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Top 20 Golden Age Hip-Hop Albums

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Thu, Mar 6, 2014 at 4:00 AM

Page 7 of 7

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2. Beastie Boys
Paul's Boutique (1989)

Sure the Beastie Boys (MCA, from Brooklyn, and Mike D. & Ad-Rock, from Manhattan) have gotten lots of love from alternative radio over the years, but they are hip-hop to the core, and nowhere is that better demonstrated than on Paul's Boutique. Recorded in Los Angeles, the work is a brilliant mosaic of eclectic samples, pop culture references, and relentless, nimble lyricism. Stuffed with tales of lovable villains ("High Plains Drifter," "3-Minute Rule" , b-boy anthems ("Shake Your Rump," "Shadrach") and narratives fueled by psychedelics ("Car Thief"), it also contains frantic warnings against racism ("Egg Man," "Looking Down the Barrel of a Gun"), and a 12-minute hip-hop odyssey ("B-Boy Bouillabaisse"). You will never ever hear another album like this. -Sama'an Ashrawi

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1. A Tribe Called Quest
The Low End Theory (1991)

The Low End Theory is quite possibly the smoothest fusion of jazz and rap ever recorded. No margarine, no Parkay - the scenario is strictly butter, front to back. Traditionalist boom-bap is turned funky and poetical, as much Mingus, Miles, and James Brown as it is The Last Poets. Queens natives Q-Tip and Phife Dawg (backed by Ali Shaheed Muhammad, from Brooklyn) trade verses like jazz greats trading solos; their laid-back rhymes feel at once improvisational and carefully crafted. They dissect the record industry, offer smooth relationship raps, and deliver light and intelligent mic braggadocio without being solipsistic. The vibes have been often imitated since '91, but the result is never as effortless or effective. -Max Bell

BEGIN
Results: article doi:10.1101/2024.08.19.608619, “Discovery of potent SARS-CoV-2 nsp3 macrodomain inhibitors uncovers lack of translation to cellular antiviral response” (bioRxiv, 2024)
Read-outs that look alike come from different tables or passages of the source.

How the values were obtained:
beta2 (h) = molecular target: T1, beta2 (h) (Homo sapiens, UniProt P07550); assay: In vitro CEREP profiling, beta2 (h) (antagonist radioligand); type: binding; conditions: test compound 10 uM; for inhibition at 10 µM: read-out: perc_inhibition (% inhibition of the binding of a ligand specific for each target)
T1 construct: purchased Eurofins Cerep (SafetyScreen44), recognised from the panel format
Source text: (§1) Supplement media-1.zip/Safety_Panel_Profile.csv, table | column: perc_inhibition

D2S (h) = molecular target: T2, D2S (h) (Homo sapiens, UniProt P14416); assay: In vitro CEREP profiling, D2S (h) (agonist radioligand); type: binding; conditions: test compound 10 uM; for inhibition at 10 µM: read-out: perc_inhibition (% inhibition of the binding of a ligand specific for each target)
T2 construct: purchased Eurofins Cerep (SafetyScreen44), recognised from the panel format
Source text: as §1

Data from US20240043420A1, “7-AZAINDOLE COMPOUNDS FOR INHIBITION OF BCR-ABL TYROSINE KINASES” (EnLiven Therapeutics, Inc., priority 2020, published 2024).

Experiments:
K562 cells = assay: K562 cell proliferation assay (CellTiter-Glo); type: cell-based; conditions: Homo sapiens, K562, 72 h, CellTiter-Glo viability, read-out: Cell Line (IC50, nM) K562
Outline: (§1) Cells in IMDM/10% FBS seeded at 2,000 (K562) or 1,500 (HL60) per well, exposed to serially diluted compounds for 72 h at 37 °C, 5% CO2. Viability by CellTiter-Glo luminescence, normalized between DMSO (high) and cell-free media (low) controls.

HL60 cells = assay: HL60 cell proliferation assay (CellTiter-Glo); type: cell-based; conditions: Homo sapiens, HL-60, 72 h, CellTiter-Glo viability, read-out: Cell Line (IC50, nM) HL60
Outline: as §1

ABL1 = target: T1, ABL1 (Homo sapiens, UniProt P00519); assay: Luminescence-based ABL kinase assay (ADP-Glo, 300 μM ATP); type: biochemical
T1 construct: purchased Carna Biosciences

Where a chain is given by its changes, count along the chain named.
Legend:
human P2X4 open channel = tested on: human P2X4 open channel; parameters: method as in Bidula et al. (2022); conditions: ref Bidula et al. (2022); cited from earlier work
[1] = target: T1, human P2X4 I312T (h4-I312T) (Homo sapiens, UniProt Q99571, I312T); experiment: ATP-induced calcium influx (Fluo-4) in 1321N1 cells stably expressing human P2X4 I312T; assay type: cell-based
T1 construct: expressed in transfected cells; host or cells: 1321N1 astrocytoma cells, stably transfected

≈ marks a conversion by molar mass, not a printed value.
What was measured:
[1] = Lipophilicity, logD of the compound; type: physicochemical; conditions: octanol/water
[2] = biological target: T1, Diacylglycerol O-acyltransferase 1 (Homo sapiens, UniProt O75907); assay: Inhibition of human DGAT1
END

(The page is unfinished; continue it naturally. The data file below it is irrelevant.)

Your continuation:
See also: The 20 Greatest L.A. Hip-Hop Albums

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